How do you explain something like Crossed to people that aren’t already in that tiny niche of comic book fans who can stomach “extreme horror”? Basically it’s about survival in a world of fast-moving, murderous rape-“zombies” and chances are pretty high that most people that would hypothetically be reading this, should absolutely avoid even trying it unless they want to give themselves nightmares. Seriously, this stuff makes The Walking Dead look like Sesame Street.
Anyway, despite having a very strong opening with Garth Ennis’ original limited series, the Crossed franchise has largely become something resembling a contest made up of various writers trying to out-gross/shock each other. Every new character just becomes fodder for the latest extreme scenario where everyone dies in the most horrible way possible and there usually isn’t much more to it than that. Wish You Were Here has been the one strong exception to that pattern. Oh, it’s still packed full of horrible depravity, but it also succeeds in telling an incredibly compelling story involving some fascinating characters that you can’t help but be interested in, despite the fact that most of them are actually some pretty awful people. That’s the point here though, the underlying theme here and in the original series: just what will a person have to do and/or become to survive such a vicious world?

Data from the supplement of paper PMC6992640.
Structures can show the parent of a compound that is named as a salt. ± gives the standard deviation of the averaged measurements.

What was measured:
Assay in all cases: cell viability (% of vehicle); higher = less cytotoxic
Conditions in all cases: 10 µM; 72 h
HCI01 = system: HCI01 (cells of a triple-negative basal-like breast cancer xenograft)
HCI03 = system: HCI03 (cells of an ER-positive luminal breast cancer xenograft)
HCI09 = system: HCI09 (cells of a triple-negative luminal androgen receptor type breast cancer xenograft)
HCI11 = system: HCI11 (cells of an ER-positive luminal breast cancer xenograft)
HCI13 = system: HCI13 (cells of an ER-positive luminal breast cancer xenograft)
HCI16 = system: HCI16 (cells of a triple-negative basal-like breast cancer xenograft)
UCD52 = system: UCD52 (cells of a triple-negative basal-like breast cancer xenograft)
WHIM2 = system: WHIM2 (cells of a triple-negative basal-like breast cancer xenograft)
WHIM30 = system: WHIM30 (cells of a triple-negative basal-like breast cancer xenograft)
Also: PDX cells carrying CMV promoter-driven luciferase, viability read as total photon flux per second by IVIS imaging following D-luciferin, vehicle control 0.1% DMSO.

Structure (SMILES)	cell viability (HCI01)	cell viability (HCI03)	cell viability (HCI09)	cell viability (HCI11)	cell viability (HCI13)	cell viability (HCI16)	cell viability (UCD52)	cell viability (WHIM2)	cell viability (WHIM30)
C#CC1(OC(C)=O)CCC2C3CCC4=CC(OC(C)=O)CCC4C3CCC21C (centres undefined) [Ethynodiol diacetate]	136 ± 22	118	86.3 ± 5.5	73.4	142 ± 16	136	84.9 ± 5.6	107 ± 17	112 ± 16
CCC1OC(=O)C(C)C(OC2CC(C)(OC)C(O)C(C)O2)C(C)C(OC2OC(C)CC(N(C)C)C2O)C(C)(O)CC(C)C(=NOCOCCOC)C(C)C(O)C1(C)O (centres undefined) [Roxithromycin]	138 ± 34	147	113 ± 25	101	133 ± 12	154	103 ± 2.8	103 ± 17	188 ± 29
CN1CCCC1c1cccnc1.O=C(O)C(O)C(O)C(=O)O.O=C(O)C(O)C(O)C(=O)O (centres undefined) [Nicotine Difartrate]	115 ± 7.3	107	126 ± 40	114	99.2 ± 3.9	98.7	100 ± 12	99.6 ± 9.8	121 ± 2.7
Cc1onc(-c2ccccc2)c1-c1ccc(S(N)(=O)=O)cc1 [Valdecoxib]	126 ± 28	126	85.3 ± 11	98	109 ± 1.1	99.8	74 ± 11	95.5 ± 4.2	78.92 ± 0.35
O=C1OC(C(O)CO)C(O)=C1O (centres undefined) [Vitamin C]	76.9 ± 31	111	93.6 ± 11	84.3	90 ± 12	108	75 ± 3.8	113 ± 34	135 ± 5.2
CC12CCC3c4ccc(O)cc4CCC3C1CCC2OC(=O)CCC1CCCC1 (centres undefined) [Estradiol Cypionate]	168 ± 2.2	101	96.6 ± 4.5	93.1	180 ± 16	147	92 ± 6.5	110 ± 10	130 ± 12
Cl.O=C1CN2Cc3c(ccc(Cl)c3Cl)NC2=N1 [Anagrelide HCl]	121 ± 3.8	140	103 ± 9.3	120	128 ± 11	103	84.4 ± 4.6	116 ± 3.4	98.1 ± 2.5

We are narrated through this particular exploration of that theme by the main character, “Shaky”, a former writer who is chronicling his “adventures” with a group of survivors. The story shifts back and forth between present day and flashbacks detailing how Shaky got from the day of the outbreak to where he is now, both of which are utterly fascinating stories, which are slowly leading up to some kind of mysterious intersection between the unknown sins of Shaky’s past and the current, strange problems that Shaky and his fellow survivors are facing now. Mostly it’s It’s the kind of story that is constantly leaving you wanting more and you can easily find yourself sitting there all night reading through the entire thing because you just don’t want to stop. Again, it’s certainly not for everyone, but it’s definitely a very well written and disturbingly compelling tale that I can easily say is the best, and only truly memorable one, to come out of the Crossed franchise since Ennis started the whole thing.